Positioning Yourself For Your First Job

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Positioning yourself for your very first job is not a walk in the park. It takes time, planning and knowledge about the job you’re applying for.

This can be the deciding factor in whether or not you get the job, here are a few tips to keep in mind.

Determine your goals

Take time to sit down and figure out what your professional goals are. You may not entirely know right now, and that’s okay! Just sit down and write things out, research various careers, and figure out what seems best for you. Figure out where you want to be in 5 or 10 years, then look for jobs that will help you attain that goal.

If you’re not entirely sure of your interested field, reach out to various professionals on LinkedIn and ask for informational coffee meetings. You will get to know a little more about their chosen field and company, as well as grow your network for potential employment opportunities.

Create a resume

Creating a resume is not as scary as it seems. You can find free formats on Google and change the headings to fit your own personal major and experiences. It’s important to highlight items that will impress a future employer. So, if you are applying for a non-profit agency, include more information about your volunteer experiences rather than your part time babysitting job.

If you are going into a creative field like advertising, create a portfolio to help you further stand out from the crows. This will show your potential employer that you already have experience and proof to show it. If you haven’t ever published anything, now is a great time to start! Austin Kleon said, “Don’t wait to know who you are to get started.” Start creating your own personal brand now and allow it to show through on your resume.

Research the company

I cannot stress this enough, make sure you research the company you are interviewing for! Each of my interviews has begun by my employer asking me to describe what I know about the company. You should know what the company does, its different departments and overall size.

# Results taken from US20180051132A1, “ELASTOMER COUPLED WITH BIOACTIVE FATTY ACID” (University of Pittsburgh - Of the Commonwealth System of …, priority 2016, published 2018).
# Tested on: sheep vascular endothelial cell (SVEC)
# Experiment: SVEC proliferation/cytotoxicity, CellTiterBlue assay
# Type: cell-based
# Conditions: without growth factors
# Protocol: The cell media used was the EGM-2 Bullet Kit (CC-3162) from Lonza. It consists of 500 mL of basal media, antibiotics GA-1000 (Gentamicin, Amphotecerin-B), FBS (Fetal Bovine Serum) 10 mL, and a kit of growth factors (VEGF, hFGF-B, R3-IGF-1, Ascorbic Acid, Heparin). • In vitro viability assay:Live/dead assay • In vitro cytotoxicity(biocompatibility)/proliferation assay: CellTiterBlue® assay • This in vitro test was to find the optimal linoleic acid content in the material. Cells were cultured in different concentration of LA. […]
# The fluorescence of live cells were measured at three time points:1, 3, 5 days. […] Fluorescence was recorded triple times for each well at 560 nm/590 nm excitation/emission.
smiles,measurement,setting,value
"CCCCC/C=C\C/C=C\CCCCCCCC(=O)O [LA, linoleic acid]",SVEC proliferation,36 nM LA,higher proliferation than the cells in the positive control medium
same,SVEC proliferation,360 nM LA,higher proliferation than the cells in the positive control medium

Practice mock interviews

Reach out to faculty in your school and see if they have programs set up. Various clubs and advisors around SJFC’s campus will perform mock interviews and give feedback for free! Many companies will also do informational interviews, where you can sit down to learn more about the company, their culture and what they expect out of their employees. The more you practice interviewing, the better you become at positioning yourself for your interview.

Send a “Thank You” note

This seems cheesy, but interviewers love it. Take the extra time to buy a card and handwrite one! This plays a role in positioning yourself as a job candidate who cares. Something as small as a thank you note makes a difference.

Don’t let rejection ruin your attitude

Even after mastering each of these steps, there is still a chance you won’t get the job. Don’t let that stop you, though– ask for feedback from your interviewer and keep in contact or keep good relations. Chances are another job will open up and they’ll remember your name for the position. Either way, you will have an opportunity to learn from your mistakes and potentially open new doors in the future!

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